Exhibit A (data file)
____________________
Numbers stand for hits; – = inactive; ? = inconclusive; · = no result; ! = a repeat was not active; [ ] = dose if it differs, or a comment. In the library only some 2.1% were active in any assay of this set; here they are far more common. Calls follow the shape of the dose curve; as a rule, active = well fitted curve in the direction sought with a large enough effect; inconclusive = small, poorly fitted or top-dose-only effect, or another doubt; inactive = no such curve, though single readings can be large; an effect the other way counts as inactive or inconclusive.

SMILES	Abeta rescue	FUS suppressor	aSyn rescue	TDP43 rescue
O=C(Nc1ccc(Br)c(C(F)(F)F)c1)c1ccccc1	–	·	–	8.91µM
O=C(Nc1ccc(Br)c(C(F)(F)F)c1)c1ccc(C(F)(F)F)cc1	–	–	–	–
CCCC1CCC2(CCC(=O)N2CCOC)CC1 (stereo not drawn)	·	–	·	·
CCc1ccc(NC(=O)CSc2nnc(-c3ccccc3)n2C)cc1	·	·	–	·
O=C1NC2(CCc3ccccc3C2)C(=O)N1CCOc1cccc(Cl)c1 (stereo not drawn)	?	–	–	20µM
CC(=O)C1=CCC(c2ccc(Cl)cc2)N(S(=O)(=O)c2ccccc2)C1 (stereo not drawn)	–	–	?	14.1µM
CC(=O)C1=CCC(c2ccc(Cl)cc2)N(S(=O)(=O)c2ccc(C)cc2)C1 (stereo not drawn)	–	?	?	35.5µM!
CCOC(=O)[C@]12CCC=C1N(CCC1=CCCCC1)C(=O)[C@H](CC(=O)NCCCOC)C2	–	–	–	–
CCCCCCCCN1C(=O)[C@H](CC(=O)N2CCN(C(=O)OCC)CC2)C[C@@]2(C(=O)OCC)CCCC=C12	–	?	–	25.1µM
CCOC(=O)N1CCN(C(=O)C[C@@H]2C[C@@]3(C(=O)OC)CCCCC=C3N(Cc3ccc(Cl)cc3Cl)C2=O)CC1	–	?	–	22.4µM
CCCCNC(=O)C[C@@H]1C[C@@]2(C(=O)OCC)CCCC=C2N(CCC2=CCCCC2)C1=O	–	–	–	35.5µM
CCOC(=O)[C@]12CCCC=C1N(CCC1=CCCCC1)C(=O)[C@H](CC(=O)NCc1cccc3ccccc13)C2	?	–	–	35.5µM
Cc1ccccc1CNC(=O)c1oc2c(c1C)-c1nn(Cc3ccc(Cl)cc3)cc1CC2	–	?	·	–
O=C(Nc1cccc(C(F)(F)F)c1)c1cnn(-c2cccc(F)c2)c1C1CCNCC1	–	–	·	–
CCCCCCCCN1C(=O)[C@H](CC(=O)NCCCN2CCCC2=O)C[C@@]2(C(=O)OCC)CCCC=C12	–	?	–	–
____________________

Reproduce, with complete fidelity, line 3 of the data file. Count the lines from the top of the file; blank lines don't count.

O=C(Nc1ccc(Br)c(C(F)(F)F)c1)c1ccccc1	–	·	–	8.91µM